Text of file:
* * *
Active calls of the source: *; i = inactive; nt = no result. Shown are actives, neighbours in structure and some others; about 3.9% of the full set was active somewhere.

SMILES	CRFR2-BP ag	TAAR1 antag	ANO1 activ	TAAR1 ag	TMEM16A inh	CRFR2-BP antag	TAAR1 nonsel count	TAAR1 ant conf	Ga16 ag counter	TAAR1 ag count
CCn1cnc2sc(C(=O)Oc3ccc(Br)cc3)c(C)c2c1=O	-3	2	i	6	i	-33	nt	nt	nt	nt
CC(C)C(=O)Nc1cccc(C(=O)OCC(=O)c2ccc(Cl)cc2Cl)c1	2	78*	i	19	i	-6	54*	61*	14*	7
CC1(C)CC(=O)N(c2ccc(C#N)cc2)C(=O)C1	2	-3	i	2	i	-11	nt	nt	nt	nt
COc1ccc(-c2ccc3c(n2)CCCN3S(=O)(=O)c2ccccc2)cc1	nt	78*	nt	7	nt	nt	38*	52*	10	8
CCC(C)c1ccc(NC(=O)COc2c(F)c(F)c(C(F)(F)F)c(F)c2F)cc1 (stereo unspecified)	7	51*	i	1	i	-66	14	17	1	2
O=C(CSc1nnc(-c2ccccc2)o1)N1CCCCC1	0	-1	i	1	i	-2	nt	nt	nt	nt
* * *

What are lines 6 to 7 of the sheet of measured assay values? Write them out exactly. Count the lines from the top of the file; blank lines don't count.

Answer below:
COc1ccc(-c2ccc3c(n2)CCCN3S(=O)(=O)c2ccccc2)cc1	nt	78*	nt	7	nt	nt	38*	52*	10	8
CCC(C)c1ccc(NC(=O)COc2c(F)c(F)c(C(F)(F)F)c(F)c2F)cc1 (stereo unspecified)	7	51*	i	1	i	-66	14	17	1	2